Lithium has been shown to increase serum creatinine levels in a subgroup of patients. However, lithium-induced increases in serum creatinine have not been well studied with regard to timing, trajectory, or predictability.Methods:
The medical records of 16 intellectually disabled individuals treated with lithium between 1980 and 2010 in whom serum creatinine levels peaked at 1.5 mg/100 mL or higher (ie, who developed renal insufficiency) were reviewed. These individuals were compared with a group of 36 similar lithium-treated individuals in whom serum creatinine did not reach 1.5 mg/100 mL.Results:
The 16 lithium-treated individuals who developed renal insufficiency had a mean peak serum creatinine level of 1.8 ± 0.3 mg/100 mL while on lithium. The mean time from institution of lithium until the 1.5 mg/100 mL serum creatinine level was first reached was 7.9 years. After lithium was discontinued, overall mean serum creatinine levels did not significantly change. Reaching a serum creatinine level of 1.3 or 1.4 mg/100 mL predicted reaching a 1.5 mg/100 mL level or higher. No significant differences in the age lithium was started, baseline serum creatinine levels, years receiving lithium, sex, or race differentiated those who developed renal insufficiency.Conclusions:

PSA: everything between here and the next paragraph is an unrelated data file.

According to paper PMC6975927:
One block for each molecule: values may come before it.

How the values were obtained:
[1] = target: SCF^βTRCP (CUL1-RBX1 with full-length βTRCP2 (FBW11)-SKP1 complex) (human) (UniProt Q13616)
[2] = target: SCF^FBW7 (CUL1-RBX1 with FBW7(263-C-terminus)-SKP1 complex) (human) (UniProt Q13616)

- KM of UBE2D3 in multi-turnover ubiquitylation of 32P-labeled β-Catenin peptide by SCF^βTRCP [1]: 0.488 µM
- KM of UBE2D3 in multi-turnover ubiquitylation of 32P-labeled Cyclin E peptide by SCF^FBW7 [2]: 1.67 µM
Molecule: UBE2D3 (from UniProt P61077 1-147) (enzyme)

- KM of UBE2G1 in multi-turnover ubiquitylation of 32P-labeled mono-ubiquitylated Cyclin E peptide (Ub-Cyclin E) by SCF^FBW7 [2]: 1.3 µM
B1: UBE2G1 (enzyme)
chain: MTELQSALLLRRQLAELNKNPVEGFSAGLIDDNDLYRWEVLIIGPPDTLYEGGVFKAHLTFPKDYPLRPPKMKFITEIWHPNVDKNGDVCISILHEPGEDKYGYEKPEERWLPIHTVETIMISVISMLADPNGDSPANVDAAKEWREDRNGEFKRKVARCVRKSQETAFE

Prescribing lithium led to elevated serum creatinine levels in some individuals. A serum creatinine level of 1.3 and/or 1.4 mg/100 mL predicted renal insufficiency. Clinical implications of this study are that if 1 serum creatinine result reaches 1.3 mg/100 mL or more, intensive monitoring for further increases is indicated.